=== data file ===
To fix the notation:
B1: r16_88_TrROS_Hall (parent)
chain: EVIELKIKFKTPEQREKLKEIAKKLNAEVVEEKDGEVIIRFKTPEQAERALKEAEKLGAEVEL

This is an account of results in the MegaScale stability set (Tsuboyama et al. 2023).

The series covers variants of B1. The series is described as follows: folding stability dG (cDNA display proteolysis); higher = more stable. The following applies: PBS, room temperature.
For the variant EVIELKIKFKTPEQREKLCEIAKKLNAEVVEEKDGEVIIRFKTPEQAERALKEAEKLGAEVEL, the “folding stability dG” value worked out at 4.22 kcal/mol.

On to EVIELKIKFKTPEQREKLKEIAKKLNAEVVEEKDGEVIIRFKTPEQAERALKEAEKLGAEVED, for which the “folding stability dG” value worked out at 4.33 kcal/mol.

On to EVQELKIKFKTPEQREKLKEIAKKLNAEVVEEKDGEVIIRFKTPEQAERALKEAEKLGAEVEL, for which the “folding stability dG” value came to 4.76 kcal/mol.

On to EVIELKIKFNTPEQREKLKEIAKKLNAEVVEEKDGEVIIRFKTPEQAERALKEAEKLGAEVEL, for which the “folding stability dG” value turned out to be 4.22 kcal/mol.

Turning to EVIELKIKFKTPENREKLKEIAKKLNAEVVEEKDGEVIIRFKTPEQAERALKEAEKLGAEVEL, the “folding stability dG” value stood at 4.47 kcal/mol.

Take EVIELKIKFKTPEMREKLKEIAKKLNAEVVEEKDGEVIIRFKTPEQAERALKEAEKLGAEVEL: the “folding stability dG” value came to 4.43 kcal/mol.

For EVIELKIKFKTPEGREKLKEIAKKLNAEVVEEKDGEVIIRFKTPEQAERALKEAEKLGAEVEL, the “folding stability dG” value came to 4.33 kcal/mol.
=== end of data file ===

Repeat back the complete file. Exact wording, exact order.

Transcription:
To fix the notation:
B1: r16_88_TrROS_Hall (parent)
chain: EVIELKIKFKTPEQREKLKEIAKKLNAEVVEEKDGEVIIRFKTPEQAERALKEAEKLGAEVEL

This is an account of results in the MegaScale stability set (Tsuboyama et al. 2023).

The series covers variants of B1. The series is described as follows: folding stability dG (cDNA display proteolysis); higher = more stable. The following applies: PBS, room temperature.
For the variant EVIELKIKFKTPEQREKLCEIAKKLNAEVVEEKDGEVIIRFKTPEQAERALKEAEKLGAEVEL, the “folding stability dG” value worked out at 4.22 kcal/mol.

On to EVIELKIKFKTPEQREKLKEIAKKLNAEVVEEKDGEVIIRFKTPEQAERALKEAEKLGAEVED, for which the “folding stability dG” value worked out at 4.33 kcal/mol.

On to EVQELKIKFKTPEQREKLKEIAKKLNAEVVEEKDGEVIIRFKTPEQAERALKEAEKLGAEVEL, for which the “folding stability dG” value came to 4.76 kcal/mol.

On to EVIELKIKFNTPEQREKLKEIAKKLNAEVVEEKDGEVIIRFKTPEQAERALKEAEKLGAEVEL, for which the “folding stability dG” value turned out to be 4.22 kcal/mol.

Turning to EVIELKIKFKTPENREKLKEIAKKLNAEVVEEKDGEVIIRFKTPEQAERALKEAEKLGAEVEL, the “folding stability dG” value stood at 4.47 kcal/mol.

Take EVIELKIKFKTPEMREKLKEIAKKLNAEVVEEKDGEVIIRFKTPEQAERALKEAEKLGAEVEL: the “folding stability dG” value came to 4.43 kcal/mol.

For EVIELKIKFKTPEGREKLKEIAKKLNAEVVEEKDGEVIIRFKTPEQAERALKEAEKLGAEVEL, the “folding stability dG” value came to 4.33 kcal/mol.